US funding for Indo-Pacific strategy too small, says China
China welcomed the funding support by the United States for its Indo-Pacific strategy towards security and economic cooperation in the region, but said the investment was too little considering the economic size of the US, Foreign Minister Wang Yi said.
US Secretary of State Mike Pompeo on Saturday announced US$300 million in funding for security cooperation in the Indo-Pacific region, on the back of $113 million economic initiatives unveiled earlier in the week by Washington.
“The US is the sole super power with total GDP of $16 trillion so when I first heard of $113 million I thought I heard it wrong. I thought it should be at least 10 times that amount for a super power with such a GDP,” Wang Yi said in Singapore after a meeting with Asean ministers.
Pompeo was also in Singapore this week for the Asean meeting and to implement the Indo-Pacific strategy to maintain US influence and power in the region.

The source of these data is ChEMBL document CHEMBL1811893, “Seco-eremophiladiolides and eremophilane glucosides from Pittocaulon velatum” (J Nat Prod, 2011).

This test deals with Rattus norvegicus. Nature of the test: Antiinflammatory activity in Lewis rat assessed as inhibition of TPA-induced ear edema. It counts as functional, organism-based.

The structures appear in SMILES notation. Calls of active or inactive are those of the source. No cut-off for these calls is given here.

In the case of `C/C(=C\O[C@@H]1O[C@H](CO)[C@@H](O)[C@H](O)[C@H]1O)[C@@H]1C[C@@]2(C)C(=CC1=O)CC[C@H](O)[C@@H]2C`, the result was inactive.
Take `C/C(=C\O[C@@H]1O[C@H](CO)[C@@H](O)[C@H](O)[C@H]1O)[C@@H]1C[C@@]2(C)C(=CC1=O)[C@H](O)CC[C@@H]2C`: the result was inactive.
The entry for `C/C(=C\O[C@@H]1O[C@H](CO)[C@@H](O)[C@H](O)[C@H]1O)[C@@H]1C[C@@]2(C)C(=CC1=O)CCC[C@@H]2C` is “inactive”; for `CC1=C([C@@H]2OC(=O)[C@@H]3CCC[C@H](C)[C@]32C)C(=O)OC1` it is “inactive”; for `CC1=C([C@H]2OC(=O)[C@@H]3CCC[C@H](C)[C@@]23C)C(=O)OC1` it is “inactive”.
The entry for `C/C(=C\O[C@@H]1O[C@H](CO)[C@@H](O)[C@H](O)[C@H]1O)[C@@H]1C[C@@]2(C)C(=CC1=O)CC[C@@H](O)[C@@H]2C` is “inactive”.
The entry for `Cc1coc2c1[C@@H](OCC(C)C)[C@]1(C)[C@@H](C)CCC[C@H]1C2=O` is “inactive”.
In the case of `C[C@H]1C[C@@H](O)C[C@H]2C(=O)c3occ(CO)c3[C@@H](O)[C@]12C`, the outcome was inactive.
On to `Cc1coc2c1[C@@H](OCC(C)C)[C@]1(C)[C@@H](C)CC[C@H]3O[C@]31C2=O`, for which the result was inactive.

“This new security assistance will advance our shared priorities, especially to strengthen maritime security, develop humanitarian assistance and peacekeeping gateways and programmes to counter transnational threats,” he said.
Wang Yi said separately that China welcomed such a move and would support enhancement of peace and stability in the region.
“China, as a developing country, is doing what it can. If the US wishes, we would be ready to work with the US for the same end to enhance regional peace, stability and development,” he said.
While security is a concern for the Indo-Pacific strategy, Pompeo said the new strategy, which was announced last year, also emphasised economic issues.
“The Indo-Pacific has been and will be a major engine of economic growth,” he said. The US “seeks partnership, not dominance”, he added, as he made the case for US business engagement in the region being crucial to its mission of peace, stability and prosperity.
“I outline the Trump administration’s economic strategy to advance a free and open Indo-Pacific,” he said.